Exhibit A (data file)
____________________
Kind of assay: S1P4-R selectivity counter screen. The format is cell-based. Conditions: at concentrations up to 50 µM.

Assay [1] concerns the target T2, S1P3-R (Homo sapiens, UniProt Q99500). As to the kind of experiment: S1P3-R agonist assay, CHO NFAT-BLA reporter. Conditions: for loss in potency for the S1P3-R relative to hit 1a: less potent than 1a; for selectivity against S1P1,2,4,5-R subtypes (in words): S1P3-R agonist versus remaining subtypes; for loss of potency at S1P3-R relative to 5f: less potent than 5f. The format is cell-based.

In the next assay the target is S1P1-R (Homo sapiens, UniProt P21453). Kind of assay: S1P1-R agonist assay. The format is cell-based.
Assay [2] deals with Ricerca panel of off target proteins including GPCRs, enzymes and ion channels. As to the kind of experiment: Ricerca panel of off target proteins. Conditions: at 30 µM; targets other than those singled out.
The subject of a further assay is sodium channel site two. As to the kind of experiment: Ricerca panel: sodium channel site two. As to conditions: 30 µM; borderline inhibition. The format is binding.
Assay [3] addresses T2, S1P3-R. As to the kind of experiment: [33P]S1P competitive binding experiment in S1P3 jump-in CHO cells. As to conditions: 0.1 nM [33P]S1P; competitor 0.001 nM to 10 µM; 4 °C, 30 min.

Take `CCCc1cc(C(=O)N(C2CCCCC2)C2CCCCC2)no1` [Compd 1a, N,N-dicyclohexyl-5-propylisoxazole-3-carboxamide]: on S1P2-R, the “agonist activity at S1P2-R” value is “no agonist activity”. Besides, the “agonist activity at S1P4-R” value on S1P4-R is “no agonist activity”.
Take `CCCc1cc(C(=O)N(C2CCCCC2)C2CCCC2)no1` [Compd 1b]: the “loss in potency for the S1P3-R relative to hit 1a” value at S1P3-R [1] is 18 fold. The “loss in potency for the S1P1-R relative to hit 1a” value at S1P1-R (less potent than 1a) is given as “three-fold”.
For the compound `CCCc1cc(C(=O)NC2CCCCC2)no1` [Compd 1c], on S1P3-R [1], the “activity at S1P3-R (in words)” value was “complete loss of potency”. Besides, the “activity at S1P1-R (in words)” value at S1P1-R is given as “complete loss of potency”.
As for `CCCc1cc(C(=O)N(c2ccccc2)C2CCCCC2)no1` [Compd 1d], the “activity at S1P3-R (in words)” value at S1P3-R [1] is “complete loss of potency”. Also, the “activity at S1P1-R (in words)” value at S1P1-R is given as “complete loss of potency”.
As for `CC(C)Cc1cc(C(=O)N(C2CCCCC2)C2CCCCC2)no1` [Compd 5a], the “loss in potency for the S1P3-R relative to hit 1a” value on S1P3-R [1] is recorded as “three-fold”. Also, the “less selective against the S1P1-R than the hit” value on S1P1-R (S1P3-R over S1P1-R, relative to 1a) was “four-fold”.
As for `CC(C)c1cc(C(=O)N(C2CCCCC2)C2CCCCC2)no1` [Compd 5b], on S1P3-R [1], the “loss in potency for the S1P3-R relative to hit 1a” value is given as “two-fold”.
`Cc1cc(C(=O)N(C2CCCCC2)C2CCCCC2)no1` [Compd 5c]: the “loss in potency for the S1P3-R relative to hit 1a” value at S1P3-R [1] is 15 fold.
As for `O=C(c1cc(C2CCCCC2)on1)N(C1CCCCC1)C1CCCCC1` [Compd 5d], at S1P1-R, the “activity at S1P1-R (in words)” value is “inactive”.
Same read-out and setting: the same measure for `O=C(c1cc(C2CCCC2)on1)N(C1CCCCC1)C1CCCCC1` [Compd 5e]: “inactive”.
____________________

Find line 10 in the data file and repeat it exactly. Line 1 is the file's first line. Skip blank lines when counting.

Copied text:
As for `CCCc1cc(C(=O)N(c2ccccc2)C2CCCCC2)no1` [Compd 1d], the “activity at S1P3-R (in words)” value at S1P3-R [1] is “complete loss of potency”. Also, the “activity at S1P1-R (in words)” value at S1P1-R is given as “complete loss of potency”.